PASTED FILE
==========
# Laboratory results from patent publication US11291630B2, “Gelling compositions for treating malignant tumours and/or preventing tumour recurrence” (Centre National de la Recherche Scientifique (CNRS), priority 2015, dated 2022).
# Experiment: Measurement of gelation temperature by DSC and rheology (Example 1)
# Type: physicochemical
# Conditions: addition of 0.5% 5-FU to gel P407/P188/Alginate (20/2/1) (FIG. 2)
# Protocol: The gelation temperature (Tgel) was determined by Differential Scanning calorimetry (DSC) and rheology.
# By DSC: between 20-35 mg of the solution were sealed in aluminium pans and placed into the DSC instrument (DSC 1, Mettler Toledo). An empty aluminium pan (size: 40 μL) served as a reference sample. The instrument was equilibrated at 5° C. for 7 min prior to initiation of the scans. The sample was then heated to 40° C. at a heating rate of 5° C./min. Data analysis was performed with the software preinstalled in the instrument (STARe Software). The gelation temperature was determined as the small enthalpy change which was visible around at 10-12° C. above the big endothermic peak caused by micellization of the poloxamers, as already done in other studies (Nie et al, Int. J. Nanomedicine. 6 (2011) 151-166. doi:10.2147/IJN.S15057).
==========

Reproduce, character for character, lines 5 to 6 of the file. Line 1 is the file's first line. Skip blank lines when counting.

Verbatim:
# Protocol: The gelation temperature (Tgel) was determined by Differential Scanning calorimetry (DSC) and rheology.
# By DSC: between 20-35 mg of the solution were sealed in aluminium pans and placed into the DSC instrument (DSC 1, Mettler Toledo). An empty aluminium pan (size: 40 μL) served as a reference sample. The instrument was equilibrated at 5° C. for 7 min prior to initiation of the scans. The sample was then heated to 40° C. at a heating rate of 5° C./min. Data analysis was performed with the software preinstalled in the instrument (STARe Software). The gelation temperature was determined as the small enthalpy change which was visible around at 10-12° C. above the big endothermic peak caused by micellization of the poloxamers, as already done in other studies (Nie et al, Int. J. Nanomedicine. 6 (2011) 151-166. doi:10.2147/IJN.S15057).